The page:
A few friends and family members have been expecting and I decided I wanted to make a custom set of wooden letter blocks to give to them as a gift.
As a bonus, these blocks are made from the cast-offs from a lumber mill. They are made from Western Yellow Cedar so smell great and by wood-burning and avoiding paints they are non-toxic.
Step 1: Make Blocks
The yellow cedar I used were materials that were left over from a large order and had sat out in the weather for years. To bring them back to a nice condition I used my hand planer, belt sander and chop saw to create blocks of wood that were almost two inches square. I used the thickness of the board to determine the size of the block and honestly found that a little variation was nice to have. They are not perfectly square but close enough.
In about an hour I could cut 30 blocks (enough for a few errors) and sand the faces and edges to make them suitable for the next step.
Step 2: Sketch and Burn Designs Onto the Faces
We did Google searches to find images to use or fonts to pattern the blocks out of. Then lightly sketch those onto the face of the wooden block. Finally, we used an old tip on my soldering iron to burn the letters and designs into the wood. This part took the longest by far.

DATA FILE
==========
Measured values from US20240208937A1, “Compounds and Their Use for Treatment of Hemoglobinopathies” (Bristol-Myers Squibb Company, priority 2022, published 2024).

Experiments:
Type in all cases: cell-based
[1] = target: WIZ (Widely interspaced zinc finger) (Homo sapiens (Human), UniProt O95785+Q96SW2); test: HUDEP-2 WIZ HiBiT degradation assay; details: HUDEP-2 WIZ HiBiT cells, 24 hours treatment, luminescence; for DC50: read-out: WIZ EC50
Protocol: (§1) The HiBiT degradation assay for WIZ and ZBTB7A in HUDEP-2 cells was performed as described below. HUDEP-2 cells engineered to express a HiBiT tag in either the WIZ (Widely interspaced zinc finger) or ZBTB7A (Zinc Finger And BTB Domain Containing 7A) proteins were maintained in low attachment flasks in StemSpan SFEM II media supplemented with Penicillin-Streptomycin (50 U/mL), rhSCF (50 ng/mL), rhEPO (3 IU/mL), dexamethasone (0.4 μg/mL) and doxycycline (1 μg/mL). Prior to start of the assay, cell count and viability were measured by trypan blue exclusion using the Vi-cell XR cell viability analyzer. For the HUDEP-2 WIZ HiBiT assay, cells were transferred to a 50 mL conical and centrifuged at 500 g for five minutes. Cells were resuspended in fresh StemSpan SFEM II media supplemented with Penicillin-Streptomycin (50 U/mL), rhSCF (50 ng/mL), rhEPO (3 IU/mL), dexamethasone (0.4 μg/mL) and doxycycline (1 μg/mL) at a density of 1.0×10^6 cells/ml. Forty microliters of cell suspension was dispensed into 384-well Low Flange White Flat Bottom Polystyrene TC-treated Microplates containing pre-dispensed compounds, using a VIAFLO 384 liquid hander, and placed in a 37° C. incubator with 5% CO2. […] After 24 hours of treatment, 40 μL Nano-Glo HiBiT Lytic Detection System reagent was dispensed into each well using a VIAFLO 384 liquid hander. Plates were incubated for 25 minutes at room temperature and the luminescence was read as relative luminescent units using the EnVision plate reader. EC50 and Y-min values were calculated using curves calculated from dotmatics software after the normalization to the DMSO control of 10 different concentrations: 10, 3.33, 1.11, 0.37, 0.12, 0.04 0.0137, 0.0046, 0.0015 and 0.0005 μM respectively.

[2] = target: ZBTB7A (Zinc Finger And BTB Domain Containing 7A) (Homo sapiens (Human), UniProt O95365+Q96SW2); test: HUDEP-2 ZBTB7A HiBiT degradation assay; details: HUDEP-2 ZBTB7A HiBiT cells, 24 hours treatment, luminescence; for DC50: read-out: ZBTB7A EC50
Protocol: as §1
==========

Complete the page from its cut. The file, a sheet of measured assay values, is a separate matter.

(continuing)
Step 3: Materials and Tools
For this project you need:
Wood. Try for locally harvested rough-cut lumber that has dried for quite some time.
Saw. A table saw might work but I used my chop saw. BE CAREFUL! Use a push stick or clamps to keep your hands away!
Sander. Sand faces that you can before cutting to a smaller size and also be careful.
A wood burner or soldering iron.
Ideas. I had a hard time coming up with relevant and unique designs for some of the sides so get creative!
Step 4: Improvements
I have had incredible enthusiasm for the blocks from people that have seen the photos. It would be really neat and much less labor if I used a laser cutter to burn the images and letters in. Ideally I could go a step further and allow people to choose fonts and pattern sets on a website and then order their own custom letter blocks as gifts. The laser would be capable of much more detail so it would be possible to do things like the periodic table, states, countries, road signs, vitamins and minerals... As well as fonts, foreign alphabets, braille, sign language and other ways of teaching other alphabets and symbols.
The sketching and burning by hand usually took me up to an hour per block so this was a fine activity for while watching the Olympics or when a movie or TV show was on that I only wanted to listen to.